Nationwide Power Outage Disrupts Italy
Sep. 28, 2003
ROME (AP) _ Power went out across Italy before dawn Sunday, plunging the nation into darkness, police and news reports said. Authorities did not immediately know the cause.
There was no official tally of customers without power, but early reports indicated most of Italy's 58 million people could be affected. The Aug. 14 blackout in the eastern United States affected 50 million people.
The first Italian power outages were reported around 4 a.m. local time in Rome, where the city was celebrating an all-night festival with museums and restaurants open around the clock.
Later, the national electricity company ACEA said power was out across the nation, the ANSA news agency said.
``As far as we know it's all across Italy,'' police official Franca Sesti Miraglia said in Rome.
``We don't know the cause yet,'' she said.
ANSA said that hundreds of people attending the all-night ``White Night'' festivities in Rome were stuck in subways due to the blackout. Police could not immediately confirm the report.
``We're not aware of anything really serious. There are some problems,'' Sesti Miraglia said, without giving details. ``With the 'White Night,' there were many people out.''
In the northern city of Milan, civil defense official Pasquale Aversa said a little power had returned there by 7 a.m.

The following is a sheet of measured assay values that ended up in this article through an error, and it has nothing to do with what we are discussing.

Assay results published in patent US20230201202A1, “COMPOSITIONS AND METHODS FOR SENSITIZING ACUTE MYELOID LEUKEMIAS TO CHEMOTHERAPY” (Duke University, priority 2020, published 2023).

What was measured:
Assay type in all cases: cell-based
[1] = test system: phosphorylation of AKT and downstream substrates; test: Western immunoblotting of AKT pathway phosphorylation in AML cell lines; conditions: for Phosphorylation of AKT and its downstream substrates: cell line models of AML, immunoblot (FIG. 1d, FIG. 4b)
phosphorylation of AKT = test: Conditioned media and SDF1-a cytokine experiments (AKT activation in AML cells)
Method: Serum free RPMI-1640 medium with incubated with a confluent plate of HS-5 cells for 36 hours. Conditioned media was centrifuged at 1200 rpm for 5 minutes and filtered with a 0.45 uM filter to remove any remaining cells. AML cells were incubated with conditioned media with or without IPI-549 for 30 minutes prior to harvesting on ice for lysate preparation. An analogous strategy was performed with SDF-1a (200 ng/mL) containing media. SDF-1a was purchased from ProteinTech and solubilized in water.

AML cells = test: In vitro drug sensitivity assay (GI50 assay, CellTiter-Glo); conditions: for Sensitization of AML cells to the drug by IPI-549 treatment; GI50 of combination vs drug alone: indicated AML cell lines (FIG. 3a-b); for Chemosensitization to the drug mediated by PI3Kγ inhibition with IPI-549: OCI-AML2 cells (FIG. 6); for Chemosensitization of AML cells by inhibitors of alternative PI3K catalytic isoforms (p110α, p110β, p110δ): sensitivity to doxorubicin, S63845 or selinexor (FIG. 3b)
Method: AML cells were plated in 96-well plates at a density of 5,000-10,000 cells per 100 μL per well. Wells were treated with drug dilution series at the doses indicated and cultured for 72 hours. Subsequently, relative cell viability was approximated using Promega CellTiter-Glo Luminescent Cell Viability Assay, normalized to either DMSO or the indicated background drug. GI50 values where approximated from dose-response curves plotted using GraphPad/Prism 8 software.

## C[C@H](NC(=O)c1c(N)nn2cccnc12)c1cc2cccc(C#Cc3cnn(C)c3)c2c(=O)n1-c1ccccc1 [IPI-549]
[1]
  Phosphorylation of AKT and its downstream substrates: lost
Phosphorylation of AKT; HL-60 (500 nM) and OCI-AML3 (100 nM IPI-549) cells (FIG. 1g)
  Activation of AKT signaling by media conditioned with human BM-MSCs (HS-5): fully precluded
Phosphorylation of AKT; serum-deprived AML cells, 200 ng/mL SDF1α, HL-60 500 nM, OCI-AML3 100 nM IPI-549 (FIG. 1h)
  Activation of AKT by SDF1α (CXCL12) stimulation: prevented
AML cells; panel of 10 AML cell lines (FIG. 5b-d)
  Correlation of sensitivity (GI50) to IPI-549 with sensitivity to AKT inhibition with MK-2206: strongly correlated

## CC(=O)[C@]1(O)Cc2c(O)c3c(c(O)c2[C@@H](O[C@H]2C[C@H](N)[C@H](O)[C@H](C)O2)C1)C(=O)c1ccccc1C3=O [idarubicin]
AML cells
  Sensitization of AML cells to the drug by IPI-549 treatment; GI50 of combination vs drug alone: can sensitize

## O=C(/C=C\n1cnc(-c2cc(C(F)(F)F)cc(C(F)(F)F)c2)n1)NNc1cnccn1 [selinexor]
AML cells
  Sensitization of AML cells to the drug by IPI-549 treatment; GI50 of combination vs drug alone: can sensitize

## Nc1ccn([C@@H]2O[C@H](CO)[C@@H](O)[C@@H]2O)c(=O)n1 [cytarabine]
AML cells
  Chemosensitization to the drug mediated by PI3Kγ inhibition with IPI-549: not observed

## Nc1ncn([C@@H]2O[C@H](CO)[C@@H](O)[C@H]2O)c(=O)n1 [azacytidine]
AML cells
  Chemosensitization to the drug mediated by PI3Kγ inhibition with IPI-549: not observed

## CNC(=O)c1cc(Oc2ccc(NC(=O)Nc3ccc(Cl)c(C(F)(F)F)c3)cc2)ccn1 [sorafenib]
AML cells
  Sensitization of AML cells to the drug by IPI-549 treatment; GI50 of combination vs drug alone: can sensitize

``In certain parts of the city, electricity has already returned, and that is true also in some areas around Milan,'' he said. ``Obviously, there are problems with having a city in the dark. But given the situation we're in, it's going well.''
He added that hospitals and other emergency centers were using generators. Top civil defense officials will likely hold a meeting in Rome on the matter soon, Aversa said, but he had no further details.
Information on the outage was hard to come by: The blackout cut access to television and radio, while some government agencies' phone lines were constantly busy or not responding early Sunday morning.
There were no immediate reports of outages in neighboring countries.
Italy was hit with partial power cuts in June, when people _ suffering in the scorching summer _ overloaded the system with air conditioners and other electricity-guzzling appliances. That was the first time in more than 20 years that the national operator of the electrical grid ordered power cuts.
Authorities have repeatedly said that power demand is growing faster than supply and that imported electricity would not make up for insufficient production in the long term.
By 7 a.m. local time (1 a.m. EDT) power was still out in the capital, and authorities had not yet announced an explanation.
A massive blackout hit vast swaths of the northern and eastern United States and parts of Canada on Aug. 14, affecting 50 million people and shutting down more than 100 power plants.
On Aug. 28, power briefly went out in parts of London and southeast England, shutting off traffic lights in the British capital and stranding hundreds of thousands of people on subways and trains.
Authorities are still investigating the U.S. and British outages.